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Thursday Dec 14, 2006

The Future for HP/UX is dull

I have been researching Sun's competitive position against HP. It's clear to me that HP, when they think about IT as opposed to ink, agree with Nick Carr and his thesis "IT doesn't matter". Mark Hurd (HP CEO) in the highlights of his keynote speech [.mp3] to Oracle World earlier this year (November) stated that their IT would contain

no proprietary infrastructure...... consisting of proliant and "c" class blades, linux, network storage, dynamic smart cooling, integrated racks

No room for HP/UX! Nor for Itanium! No wonder the HP/UX roadmap is so ephemeral. My colleague Matias Alonso, has also written about this direction from HP and finishes his article with the comment that even HP prefer the cost of open source to their own proprietary fees, which presumambly they rebate, so the TCO must be pretty poor.

It's already been damaged as a platform by the requirement to recompile or develop in order to transition from HP PA RISC to Itanium, and neither HP/UX nor Itanium have the volumes to retain and recruit developers. This discontinuity is a true tippining point; if you have to spend money on the application, you'd prefer (as Hurd himself says earlier in the speech) to spend it on improving the business logic, not extending its life.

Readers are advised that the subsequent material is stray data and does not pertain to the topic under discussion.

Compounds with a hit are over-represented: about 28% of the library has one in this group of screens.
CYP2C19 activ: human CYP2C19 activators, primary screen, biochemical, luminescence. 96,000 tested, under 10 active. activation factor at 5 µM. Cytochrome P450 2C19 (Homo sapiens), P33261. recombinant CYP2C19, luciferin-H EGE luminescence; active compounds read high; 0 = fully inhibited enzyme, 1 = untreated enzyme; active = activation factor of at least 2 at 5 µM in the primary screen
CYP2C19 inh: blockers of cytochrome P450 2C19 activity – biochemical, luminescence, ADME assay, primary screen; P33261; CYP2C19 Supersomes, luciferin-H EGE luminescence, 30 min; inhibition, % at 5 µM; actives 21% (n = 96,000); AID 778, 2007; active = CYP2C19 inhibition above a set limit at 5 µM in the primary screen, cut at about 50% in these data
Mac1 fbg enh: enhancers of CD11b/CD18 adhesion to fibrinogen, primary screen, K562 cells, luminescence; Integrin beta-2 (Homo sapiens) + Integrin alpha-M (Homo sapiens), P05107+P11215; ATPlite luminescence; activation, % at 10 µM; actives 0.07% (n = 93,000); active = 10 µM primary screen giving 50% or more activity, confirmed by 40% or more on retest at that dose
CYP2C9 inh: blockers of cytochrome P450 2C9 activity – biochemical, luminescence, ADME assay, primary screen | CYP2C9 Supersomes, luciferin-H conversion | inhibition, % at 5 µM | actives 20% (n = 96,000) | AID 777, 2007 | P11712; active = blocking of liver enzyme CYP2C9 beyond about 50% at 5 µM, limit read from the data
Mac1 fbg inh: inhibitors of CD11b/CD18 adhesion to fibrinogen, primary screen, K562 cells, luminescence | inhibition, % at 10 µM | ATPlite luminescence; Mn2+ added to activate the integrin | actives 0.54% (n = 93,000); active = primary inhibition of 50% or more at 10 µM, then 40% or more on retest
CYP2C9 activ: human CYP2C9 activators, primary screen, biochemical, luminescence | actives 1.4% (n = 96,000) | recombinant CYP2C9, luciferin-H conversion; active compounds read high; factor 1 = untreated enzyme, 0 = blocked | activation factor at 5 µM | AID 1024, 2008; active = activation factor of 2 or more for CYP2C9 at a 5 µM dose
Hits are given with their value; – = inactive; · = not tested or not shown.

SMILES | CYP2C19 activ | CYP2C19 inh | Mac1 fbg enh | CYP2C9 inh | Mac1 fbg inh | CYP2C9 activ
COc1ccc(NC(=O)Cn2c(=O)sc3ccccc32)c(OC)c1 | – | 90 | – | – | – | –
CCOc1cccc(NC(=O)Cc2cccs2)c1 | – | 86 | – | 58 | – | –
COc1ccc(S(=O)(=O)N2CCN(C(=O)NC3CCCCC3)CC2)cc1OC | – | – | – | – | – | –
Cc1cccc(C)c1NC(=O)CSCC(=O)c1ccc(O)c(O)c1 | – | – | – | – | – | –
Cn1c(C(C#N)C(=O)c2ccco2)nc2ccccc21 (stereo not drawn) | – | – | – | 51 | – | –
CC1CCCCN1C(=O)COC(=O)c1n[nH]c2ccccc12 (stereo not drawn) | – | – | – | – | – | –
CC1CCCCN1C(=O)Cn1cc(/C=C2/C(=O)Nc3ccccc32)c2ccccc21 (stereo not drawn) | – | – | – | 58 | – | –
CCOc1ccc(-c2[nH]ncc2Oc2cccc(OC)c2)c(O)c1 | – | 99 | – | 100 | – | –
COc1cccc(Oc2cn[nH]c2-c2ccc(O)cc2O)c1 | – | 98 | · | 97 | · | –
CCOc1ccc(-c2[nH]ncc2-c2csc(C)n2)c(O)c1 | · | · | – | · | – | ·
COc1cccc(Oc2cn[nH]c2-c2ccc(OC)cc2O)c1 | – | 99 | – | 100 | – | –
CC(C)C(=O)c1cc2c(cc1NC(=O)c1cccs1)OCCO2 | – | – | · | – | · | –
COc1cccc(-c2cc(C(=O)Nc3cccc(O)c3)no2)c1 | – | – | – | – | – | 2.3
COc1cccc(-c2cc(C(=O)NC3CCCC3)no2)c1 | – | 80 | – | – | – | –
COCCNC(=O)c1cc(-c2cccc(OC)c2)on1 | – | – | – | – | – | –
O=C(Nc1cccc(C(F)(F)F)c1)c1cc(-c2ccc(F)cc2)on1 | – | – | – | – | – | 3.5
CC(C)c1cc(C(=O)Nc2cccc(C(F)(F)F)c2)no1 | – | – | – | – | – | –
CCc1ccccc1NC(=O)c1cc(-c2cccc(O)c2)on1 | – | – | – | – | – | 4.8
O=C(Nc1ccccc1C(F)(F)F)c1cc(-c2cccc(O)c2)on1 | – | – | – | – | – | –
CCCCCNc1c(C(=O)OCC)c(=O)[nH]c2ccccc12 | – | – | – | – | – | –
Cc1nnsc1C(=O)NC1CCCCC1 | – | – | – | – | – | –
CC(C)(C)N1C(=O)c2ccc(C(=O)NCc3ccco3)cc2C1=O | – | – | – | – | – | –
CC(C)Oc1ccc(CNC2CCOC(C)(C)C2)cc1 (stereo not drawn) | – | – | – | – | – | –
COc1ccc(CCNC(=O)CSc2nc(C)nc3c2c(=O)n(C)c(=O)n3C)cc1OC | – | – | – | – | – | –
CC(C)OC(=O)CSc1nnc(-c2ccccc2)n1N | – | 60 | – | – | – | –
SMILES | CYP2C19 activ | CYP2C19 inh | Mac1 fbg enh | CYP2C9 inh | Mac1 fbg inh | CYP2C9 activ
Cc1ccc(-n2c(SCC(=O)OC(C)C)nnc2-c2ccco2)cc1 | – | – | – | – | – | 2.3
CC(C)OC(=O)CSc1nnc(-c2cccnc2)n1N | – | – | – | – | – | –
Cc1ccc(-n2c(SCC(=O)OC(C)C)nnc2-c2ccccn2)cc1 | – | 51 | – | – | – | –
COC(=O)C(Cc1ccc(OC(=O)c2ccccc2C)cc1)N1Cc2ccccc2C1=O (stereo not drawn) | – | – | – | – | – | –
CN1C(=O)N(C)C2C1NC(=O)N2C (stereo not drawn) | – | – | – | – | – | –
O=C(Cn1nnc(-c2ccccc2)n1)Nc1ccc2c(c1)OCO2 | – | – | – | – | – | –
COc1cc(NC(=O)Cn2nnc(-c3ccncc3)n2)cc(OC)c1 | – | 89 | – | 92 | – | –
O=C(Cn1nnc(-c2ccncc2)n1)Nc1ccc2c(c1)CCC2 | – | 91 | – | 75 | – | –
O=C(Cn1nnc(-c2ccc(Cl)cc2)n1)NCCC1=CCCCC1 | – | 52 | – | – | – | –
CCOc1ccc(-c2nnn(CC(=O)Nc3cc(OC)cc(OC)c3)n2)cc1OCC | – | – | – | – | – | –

HP-UX 11i v3 has slipped again to next year [1] and is now over 2½ years late. Given it only runs on HP's Itanium, perhaps the demand's not there! A prediction of this sorry state of affairs was made Sun when it published over 15 months ago an article "Reality Check: HP-UX has no future!", on its web site.

The chart below has been built from an article at IT jungle, analysing HP's most recent earnings call. Now that HP/UX is only available on Itanium, it is part of 'Business Critical Systems' (which is the extruded segment.)

 

 

HP's results last quarter 

 

Business Critical Systems (BCS) earned $987m during the quarter selling Itanium, PA-RISC, MIPS and Alpha based systems The Itanium revenues grew (representing 45% of the revenue) but HP do not publish the Linux/HP-UX breakdown any more. These earnings represent a year on year decline because the growth in Itanium systems is insufficient to compensate HP for the decline in the older proprietary PA-RISC and Alpha systems. The one thing we do know is that HP-UX only represents a part of the BCS revenues. Is this enough to keep HP interested? Is it enough to keep the ISVs interested? ISV's that want an Itanium port, will probably choose Linux. I think HP-UX's future is destined to add to HP's growing reputation as the IT industry's operating systems undertaker and join Ultrix, True64 and VMS in the hospice.

Hurd's Oracleworld speech streaming audio [.mp3]: the quote is at 3:10, you can find the whole speech with other keynote speakers on the Oracle World 2006's keynote speaker page. We can see HP's historic delivery of their roadmap,  HP's recent release history.